As Kelvin left the podium his talk had one last twist. As he walked past the casket he paused and remarked, “Oh, one last thing, sorry about the tractor Dad!”
           
Leslie: That’s not the story I heard (referring to Kelvin’s talk). I heard he was showing off to his mates!

Hi I’m Leslie Bell, or Bull, the youngest son. My first memory of Dad as a child was when he would take me out on the farm at Waimiha. You would think at the age of three or four I was to sit and watch Dad work, but oh no, everyone had to work!  He would put the tractor into a low gear, tie bailing string to the wheel and then to the side of the tractor. My job was to sit in the driver seat and hold the steering wheel straight while he fed hay to the cows. This is something I and the rest of the kids learned off him early on in life.  We learned to work hard and smart and he would say, ‘It doesn’t matter what you do, just be good at it because if you were becoming a passenger and sitting around watching you would soon get a kick up the bum!” something that happened to Kelvin all the time.

One day when we were out on the farm Dad had this great idea. Now, Waimiha gets pretty cold in the winter and the troughs in the paddocks would freeze over. Dad gave the trough a bit of a tap to check the thickness of the ice and decided it was OK to put me on it to play. I remember taking about three steps and crack, through I went. The next thing I remember is this big hand grabbing me out of the icy water. I was quickly taken home for a warm bath and to mum going mad.

We moved to Korokanui which was a sheep farm that had been converted into a dairy farm. There was a house and a cow shed, but not a lot else.  The Farm needed a lot a work; fencing spraying and general farm infrastructure which were right up Dad’s ally because it became clear there was one thing he didn’t do well; milking bloody cows, as he would have put it. He hated it and freely admitted it. So Dad knocked the farm into shape and Mum milked and looked after the cows.

I suppose it was like any other father-son relationship, I thought he was awesome. But it wasn’t until Te Awamutu College decided to build a marae on the school grounds and Master Carver Paki Harrison was commissioned to do it that I saw Dad really shine. Dad was one of the leaders and a carver on the project.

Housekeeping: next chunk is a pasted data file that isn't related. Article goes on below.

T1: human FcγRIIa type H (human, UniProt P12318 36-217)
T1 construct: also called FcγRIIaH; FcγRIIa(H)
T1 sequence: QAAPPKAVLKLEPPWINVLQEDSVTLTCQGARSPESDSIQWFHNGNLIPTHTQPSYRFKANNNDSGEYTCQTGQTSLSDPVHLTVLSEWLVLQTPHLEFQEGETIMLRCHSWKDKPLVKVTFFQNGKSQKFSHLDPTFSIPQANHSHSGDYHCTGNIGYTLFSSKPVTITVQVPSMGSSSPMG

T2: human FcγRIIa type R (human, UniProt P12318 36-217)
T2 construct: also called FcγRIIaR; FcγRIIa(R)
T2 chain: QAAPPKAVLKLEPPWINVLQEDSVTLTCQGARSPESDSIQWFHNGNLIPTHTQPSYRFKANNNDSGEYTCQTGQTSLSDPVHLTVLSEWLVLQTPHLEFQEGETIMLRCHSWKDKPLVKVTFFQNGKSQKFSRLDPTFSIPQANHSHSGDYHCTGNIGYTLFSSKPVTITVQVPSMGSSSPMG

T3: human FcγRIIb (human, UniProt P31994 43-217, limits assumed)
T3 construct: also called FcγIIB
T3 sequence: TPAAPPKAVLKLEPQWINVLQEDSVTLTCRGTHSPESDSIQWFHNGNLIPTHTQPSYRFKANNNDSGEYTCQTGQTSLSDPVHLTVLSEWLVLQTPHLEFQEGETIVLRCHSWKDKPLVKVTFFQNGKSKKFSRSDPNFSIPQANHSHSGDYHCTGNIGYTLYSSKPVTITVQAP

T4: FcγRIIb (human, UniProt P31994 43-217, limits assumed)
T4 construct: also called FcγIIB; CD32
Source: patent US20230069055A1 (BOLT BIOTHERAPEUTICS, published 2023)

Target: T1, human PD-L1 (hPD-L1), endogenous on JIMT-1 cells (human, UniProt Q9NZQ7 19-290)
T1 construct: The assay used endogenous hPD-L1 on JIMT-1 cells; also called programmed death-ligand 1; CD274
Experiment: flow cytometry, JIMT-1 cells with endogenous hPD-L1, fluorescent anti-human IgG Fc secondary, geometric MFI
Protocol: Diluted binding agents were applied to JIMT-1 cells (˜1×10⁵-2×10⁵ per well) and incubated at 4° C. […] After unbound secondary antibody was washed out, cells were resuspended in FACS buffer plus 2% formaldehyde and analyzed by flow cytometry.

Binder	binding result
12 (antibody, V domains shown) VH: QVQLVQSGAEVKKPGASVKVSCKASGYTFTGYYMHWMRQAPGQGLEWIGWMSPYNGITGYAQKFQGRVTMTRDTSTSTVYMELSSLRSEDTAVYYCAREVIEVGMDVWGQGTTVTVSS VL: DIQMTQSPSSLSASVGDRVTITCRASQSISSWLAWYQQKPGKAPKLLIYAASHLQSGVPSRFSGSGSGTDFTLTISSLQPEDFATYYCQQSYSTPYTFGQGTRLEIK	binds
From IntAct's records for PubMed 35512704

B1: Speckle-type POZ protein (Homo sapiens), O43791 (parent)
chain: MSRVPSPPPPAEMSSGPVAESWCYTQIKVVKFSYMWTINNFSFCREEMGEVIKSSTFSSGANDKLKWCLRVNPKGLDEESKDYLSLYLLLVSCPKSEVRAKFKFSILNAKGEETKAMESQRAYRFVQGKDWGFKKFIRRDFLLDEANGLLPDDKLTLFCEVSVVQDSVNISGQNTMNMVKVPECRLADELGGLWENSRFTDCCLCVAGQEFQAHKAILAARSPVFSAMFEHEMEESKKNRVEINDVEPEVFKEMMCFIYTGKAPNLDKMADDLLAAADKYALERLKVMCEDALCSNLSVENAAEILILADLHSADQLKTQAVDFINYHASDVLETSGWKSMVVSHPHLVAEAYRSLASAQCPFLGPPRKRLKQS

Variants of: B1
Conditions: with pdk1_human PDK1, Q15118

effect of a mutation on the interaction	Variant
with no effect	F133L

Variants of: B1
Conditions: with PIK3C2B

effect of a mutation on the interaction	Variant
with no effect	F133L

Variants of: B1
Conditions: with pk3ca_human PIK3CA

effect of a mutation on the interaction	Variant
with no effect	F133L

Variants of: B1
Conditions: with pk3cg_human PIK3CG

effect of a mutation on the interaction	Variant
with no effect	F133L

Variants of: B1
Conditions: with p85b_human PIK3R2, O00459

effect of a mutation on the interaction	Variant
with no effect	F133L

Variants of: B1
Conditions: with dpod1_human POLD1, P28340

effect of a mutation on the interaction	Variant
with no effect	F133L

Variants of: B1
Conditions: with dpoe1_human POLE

He had made a hobby of wood carving over the years but I think farming got in the way. By now the farm was set up and he was hooked into his new passion and he had to do something to get out of milking. I don’t know exactly know when or how he meet Paki but from that day on things where never to be the same.

Dad quickly went from dairy farmer to Master Carver and his passion for his new career was incredible. I remember the earlier days of the work skills Kokiri Centre which soon developed into the Wananga, of which he was a founding member. Seeing him teaching his skills to others and reading and researching to further his own knowledge was inspiring. I think these where the days he really seemed fulfilled and his life seemed complete; something milking cows could never do. His ability to look at a piece of timber and turn it into a master-peace was something very special.
I know Dad was lucky to have someone like Mum who supported him and encouraged him to follow his true love; wood carving and the Maori arts.
Thanks Mum. Thanks Dad!


The congregation sung the Hymn: Tama Ngakau Marie, led by Sharon and Georgina Tautari


                                                     A Time For Sharing

After the hymn the congregation was invited to share their thoughts and words. Colin Bell began with his speech; Growing Up With Mac.

My earliest recollections of Mac go right back to World War II days. we were both toddlers then and we always seemed to be together and when I talk about my early days growing up with Mac, it's difficult to do so without always including myself because I was his shadow. Wherever Mac went I was right behind him. 

Even in those early days he developed a very strong sense of responsibility towards me and as I was two years younger he quickly assumed the role of brother and protector, and as new brothers and sisters were added to the family he took on the responsibility for them too and never relinquished it until the day he left us. This is not to say that Mum neglected us, it's just that Mac was always there to steer us away from what could be a bad situation. For example, we were sometimes allowed to play at the river without supervision and we were given strict instructions about where to play turning over rocks to catch crayfish, cockabullies and other river creatures. In later years when I question Mum on the wisdom of letting us play alone she simply said that when Mac was with me she knew he wouldn't move from the designated safe area and wouldn't allow me to either.

On one occasion, when Dad was working at the cowshed, Mac and I went to the river to one of the designated unsafe areas. Guess who fell in the water? Mac had the presence of mind to run back to the cowshed and get Dad. They caught me just as I was tumbling towards the rapids at the end of the pool. I think he might have saved my life that day. 

When Dad got home I think he might have ended up wishing that it was him that went floating down the river. Domestic bliss and harmony wasn't top priority for a while in our family after that.